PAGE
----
Paul’s message to the Romans—and to us—could not be any more clear, nothing can separate us from the love of God. In living out Fr. Arrupe’s invitation and challenge to be leaders in the country and the world, can anything separate you from that love? No, Paul tells us: Not anguish, or distress, or persecution, or famine, or nakedness, or peril, or the sword. “No, in all these things we conquer overwhelmingly through him who loved us.”
But it is in today’s gospel that we have an image of both how much we are loved and how we might love the world. The father sees his son from a distance and runs to embrace his child, this knucklehead who lost everything and brought shame upon their family. In this story Jesus is telling anyone who will listen that this is how God loves. And it gives us a model of how we are love in return: foolishly, generously, with arms outstretched ready to welcome and embrace.
When Fr. Arrupe came here in 1966 he was already pretty familiar with the United States. Years earlier on his way to being a missionary in Japan he did theology studies in Kansas, his tertianship—the final stage of Jesuit formation—in Cleveland, before working as a chaplain in a maximum security prison in New York as he did the paperwork that was needed for him to travel to and stay in Japan. Finally, on September 30, 1938 he boarded a ship in Seattle bound for Yokohama, fulfilling his great dream as a young Jesuit to be a missionary in Japan, where he would serve until his election as superior general. Seven years after his arrival in Japan when he was novice master at the Jesuit novitiate in a small town overlooking Hiroshima the atomic bomb was dropped on that city of over a quarter million people, killing tens of thousands.
In trying to come to terms with the incomprehensible magnitude of the explosion and the destruction, knowing that he couldn’t go into the city itself—he could see fires and dark smoke everywhere—he went into the novitiate chapel, a building where one whole wall had collapsed from the shock wave of the explosion, to pray. In the midst of darkness, he prayed for light. Later on as he remembered that day, he wrote: “Everywhere there was death and destruction, and we were reduced to impotence. And God was there, knowing everything, contemplating everything, and waiting for our offering to take part in the work of rebuilding everything.”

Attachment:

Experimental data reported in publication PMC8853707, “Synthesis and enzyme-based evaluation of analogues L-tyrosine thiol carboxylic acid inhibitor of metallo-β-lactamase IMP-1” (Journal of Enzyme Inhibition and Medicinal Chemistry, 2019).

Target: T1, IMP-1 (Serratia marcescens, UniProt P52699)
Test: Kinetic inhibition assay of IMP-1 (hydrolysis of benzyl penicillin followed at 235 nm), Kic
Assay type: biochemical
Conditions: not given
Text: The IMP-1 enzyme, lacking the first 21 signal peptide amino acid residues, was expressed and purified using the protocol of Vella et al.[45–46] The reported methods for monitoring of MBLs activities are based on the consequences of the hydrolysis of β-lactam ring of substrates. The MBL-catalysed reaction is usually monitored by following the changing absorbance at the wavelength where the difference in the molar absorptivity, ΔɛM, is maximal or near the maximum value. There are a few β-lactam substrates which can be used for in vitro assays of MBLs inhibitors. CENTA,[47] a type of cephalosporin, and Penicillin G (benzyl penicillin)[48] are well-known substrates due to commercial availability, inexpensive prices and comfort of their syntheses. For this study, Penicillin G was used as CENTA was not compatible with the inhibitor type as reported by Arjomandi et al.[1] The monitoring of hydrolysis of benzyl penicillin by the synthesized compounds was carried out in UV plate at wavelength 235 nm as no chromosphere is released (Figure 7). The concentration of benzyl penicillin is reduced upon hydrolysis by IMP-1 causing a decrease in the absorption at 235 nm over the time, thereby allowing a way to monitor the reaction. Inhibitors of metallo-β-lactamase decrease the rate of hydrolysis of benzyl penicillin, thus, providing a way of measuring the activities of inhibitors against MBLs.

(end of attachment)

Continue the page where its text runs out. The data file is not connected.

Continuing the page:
Fr. Arrupe made his offering in those days of immense suffering using everything he had learned from when he was studying to become a doctor before he entered the Jesuits. He used all his gifts and talents to love the world by loving all those in need around him, and there were many.
When Ignatius of Loyola was canonized, Pope Gregory XV said that “Ignatius had a heart big enough to hold the universe.” We don’t have to wait until Pedro Arrupe’s canonization to know that is true of him as well. And you don’t have to wait to start making it true of yourself.
If we recognize Pedro Arrupe as a man of great love, we can easily see why a prayer we have often heard is attributed to him, but which he probably didn’t write. Instead, he modeled it in everything he did.
“Nothing is more practical than finding God, than falling in Love in a quite absolute, final way.
What you are in love with, what seizes your imagination, will affect everything.
It will decide what will get you out of bed in the morning, what you do with your evenings, how you spend your weekends, what you read, whom you know, what breaks your heart, and what amazes you with joy and gratitude.
Fall in Love, stay in love, and it will decide everything.
Servant of God, Pedro Arrupe. Pray for us!”